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Waxworm saliva breaks down plastic bags within hours at room temperature

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Pollution from plastic bags may finally have met its match in the face of the moth larvae that infest beehives, also known as waxworms.

Scientists have discovered that enzymes in the worms’ saliva quickly break down polyethylene – the world’s most widely used plastic and a major cause of pollution.

They found that two substances in the saliva break down the plastic within hours at room temperature.

Experts hope the breakthrough will lead to new natural and cost-effective ways to tackle plastic pollution.

The discovery came after a scientist, an amateur beekeeper, cleaned an infected beehive and found that the larvae had started eating holes in a plastic bag.

The study builds on the researchers’ findings from 2017 that wax worms — which were food made by bees to build honeycombs — were able to break down polyethylene, although it was unclear at the time how these tiny insects did that. did.

The answer was enzymes – substances produced by living organisms that trigger biochemical reactions.

Discovery: Enzymes that quickly break down plastic bags have been found in the saliva of waxworms (pictured), scientists say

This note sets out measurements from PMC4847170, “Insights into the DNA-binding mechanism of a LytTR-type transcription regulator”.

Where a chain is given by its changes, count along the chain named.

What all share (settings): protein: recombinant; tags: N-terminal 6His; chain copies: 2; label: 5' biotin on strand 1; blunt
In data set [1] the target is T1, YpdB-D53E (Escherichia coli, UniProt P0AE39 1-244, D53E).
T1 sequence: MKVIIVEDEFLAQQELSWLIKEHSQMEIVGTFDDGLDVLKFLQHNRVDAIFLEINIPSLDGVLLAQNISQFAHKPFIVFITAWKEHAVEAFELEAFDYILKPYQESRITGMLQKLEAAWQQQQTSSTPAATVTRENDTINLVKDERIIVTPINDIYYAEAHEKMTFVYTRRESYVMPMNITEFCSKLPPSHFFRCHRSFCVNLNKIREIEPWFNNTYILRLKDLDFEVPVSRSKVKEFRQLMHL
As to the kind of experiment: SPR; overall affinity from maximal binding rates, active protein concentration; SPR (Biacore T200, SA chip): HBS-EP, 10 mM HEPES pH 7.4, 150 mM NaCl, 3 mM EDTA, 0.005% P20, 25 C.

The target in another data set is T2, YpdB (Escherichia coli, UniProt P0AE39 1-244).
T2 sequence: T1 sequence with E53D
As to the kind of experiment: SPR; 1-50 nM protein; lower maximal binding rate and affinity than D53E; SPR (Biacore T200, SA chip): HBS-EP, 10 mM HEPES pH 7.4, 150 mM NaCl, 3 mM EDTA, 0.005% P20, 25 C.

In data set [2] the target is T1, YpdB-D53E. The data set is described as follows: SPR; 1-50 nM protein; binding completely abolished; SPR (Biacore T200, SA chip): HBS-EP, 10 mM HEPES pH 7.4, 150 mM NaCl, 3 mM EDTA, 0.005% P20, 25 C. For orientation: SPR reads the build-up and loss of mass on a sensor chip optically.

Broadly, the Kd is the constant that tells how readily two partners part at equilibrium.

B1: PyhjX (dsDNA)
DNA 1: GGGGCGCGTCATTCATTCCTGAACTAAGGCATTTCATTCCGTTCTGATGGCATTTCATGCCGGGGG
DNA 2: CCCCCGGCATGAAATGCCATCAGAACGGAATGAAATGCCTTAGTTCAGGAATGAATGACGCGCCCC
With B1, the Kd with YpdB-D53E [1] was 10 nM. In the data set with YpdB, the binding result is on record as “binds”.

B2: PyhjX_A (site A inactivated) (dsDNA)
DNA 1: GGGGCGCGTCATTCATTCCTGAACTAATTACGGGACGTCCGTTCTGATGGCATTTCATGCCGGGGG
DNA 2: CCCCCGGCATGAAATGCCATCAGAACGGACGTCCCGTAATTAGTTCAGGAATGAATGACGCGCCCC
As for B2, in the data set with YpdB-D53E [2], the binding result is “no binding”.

WHAT ARE WAXWORMS?

Wax moths lay their eggs in beehives.

The worms hatch and grow on beeswax, which is composed of a very diverse mixture of lipid compounds.

While waxworms wouldn’t normally eat plastic, the researchers suspect their ability is a byproduct of their natural habits.

It is likely that digesting beeswax and polyethylene involves breaking down similar types of chemical bonds.

Researchers said their study showed that insect saliva “may be a repository of disruptive enzymes that can revolutionize” [the cleanup of polluting waste]’.

To break down plastic, oxygen must enter the polymer — or plastic molecule — in an important first step called oxidation. The researchers found that the enzymes completed this step within hours without the need for any pretreatment, such as applying heat or radiation.

This “changes the paradigm of plastic biodegradation,” says molecular biologist Federica Bertocchini of the Spanish National Research Council (CSIC), who led the study.

Plastic is made from polymers designed to be hard to break down and contains additives that increase durability, meaning it can remain intact for years, decades or centuries.

“The same properties that make plastic the unique and useful material it is create one of the most critical problems of this century,” Bertocchini said.

‘Plastics remain in the environment for a long time. It eventually breaks down into small particles and thus becomes the source of micro- and nanoplastic particles.

“These plastic particles have been found everywhere from Antarctica to rainwater and tap water, causing not only obvious environmental problems but also a growing problem for human health.”

Polyethylene, first made in 1933, is inexpensive, durable and does not interact with food, making it useful for food packaging and shopping bags, among other things.

Waxworms are the larvae of wax moths, a species called Galleria mellonella. The caterpillars are considered pests by beekeepers and feed on beeswax, pollen and honey, and sometimes eat bee larvae as well.

The idea would be to synthetically produce the worms’ salivary enzymes, which the researchers have succeeded in doing, to break down plastic waste. Bertocchini said using billions of waxworms to do the job has drawbacks, including generating carbon dioxide as they metabolize the polyethylene.